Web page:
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Child slavery nowA contemporary reader$
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Gary Craig

Print publication date: 2010

Print ISBN-13: 9781847426109

Published to Policy Press Scholarship Online: March 2012

DOI: 10.1332/policypress/9781847426109.001.0001

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PRINTED FROM POLICY PRESS SCHOLARSHIP ONLINE (www.policypress.universitypressscholarship.com). (c) Copyright Policy Press, 2021. All Rights Reserved. An individual user may print out a PDF of a single chapter of a monograph in PPSO for personal use.date: 03 August 2021

Just out of reach: the challenges of ending the worst forms of child labour

Just out of reach: the challenges of ending the worst forms of child labour

Chapter:
(p.61) three Just out of reach: the challenges of ending the worst forms of child labour
Source:
Child slavery now
Author(s):

Turner Catherine

McQuade Aidan

Restoy Enrique

Publisher:
Policy Press
DOI:10.1332/policypress/9781847426109.003.0004

This chapter assesses the effectiveness of the International Labour Organisation's Worst Forms of Child Labour Convention No. 182, first by analysing outcomes of a ‘snapshot’ fieldwork study undertaken in Costa Rica, Kenya, Pakistan, and Togo. This kind of study helps to establish just how effective international protocols and conventions are in changing the situation on the ground. The chapter examines governments' progress in implementing measures to eradicate child slavery and slavery-like practices under the Convention. It also discusses five areas critical for ending the worst forms of child labour in general and hence, by implication also, child slavery. These were harmonisation of national laws, government consultations and coordination, data gathering, civil society and the media, and child participation. Overall, the impact of the Convention at the local level in these areas was disappointing. At a structural level, the impact of poverty, natural disasters, and large-scale migration were critical in generating conditions under which child labour became a significant local phenomenon.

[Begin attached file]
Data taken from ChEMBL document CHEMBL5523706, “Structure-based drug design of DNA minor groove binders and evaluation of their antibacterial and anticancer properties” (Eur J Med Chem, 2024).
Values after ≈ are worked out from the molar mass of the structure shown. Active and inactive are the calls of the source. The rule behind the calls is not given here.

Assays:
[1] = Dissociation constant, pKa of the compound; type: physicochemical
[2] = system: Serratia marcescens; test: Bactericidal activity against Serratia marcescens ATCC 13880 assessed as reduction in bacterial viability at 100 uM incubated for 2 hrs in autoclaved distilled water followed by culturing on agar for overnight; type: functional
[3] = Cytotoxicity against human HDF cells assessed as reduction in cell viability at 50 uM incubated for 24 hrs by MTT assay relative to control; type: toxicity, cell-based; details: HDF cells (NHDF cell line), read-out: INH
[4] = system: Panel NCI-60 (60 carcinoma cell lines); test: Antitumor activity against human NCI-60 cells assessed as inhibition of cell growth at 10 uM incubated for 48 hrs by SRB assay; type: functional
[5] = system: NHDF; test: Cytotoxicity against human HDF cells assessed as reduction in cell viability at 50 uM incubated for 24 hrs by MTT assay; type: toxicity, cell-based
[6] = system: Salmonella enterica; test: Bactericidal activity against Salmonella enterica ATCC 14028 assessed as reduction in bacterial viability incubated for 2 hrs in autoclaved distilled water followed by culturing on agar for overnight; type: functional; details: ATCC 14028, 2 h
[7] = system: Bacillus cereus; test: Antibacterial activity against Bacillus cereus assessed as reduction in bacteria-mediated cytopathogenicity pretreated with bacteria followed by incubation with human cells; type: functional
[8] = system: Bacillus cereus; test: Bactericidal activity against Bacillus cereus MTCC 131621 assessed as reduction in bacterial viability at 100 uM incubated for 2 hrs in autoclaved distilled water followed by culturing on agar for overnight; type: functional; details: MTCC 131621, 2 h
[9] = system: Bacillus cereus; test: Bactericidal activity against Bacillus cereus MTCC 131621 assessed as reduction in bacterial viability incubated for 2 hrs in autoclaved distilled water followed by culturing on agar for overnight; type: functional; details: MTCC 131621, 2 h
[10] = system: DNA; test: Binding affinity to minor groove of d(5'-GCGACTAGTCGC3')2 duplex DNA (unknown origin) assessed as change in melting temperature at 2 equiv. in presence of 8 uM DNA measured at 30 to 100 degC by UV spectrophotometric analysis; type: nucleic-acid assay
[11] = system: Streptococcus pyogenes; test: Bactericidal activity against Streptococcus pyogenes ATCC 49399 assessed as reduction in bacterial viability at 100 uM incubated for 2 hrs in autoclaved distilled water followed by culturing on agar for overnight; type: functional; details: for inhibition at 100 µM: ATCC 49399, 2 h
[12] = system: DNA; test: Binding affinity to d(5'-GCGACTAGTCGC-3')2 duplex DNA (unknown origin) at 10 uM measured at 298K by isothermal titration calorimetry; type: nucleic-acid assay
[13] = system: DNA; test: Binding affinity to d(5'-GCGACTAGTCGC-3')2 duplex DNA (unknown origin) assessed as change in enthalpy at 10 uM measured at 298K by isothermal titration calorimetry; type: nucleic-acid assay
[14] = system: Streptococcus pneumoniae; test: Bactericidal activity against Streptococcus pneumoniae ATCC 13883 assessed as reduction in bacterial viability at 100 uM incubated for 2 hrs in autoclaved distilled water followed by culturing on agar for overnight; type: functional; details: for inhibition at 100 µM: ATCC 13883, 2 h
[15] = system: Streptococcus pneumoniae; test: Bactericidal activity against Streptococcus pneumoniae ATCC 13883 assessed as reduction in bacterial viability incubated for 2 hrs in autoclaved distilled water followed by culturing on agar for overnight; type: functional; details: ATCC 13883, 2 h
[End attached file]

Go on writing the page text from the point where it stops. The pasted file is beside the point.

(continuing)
Keywords:   Costa Rica, Kenya, Pakistan, Togo, child labour, child slavery, national laws, civil society, media, government consultations

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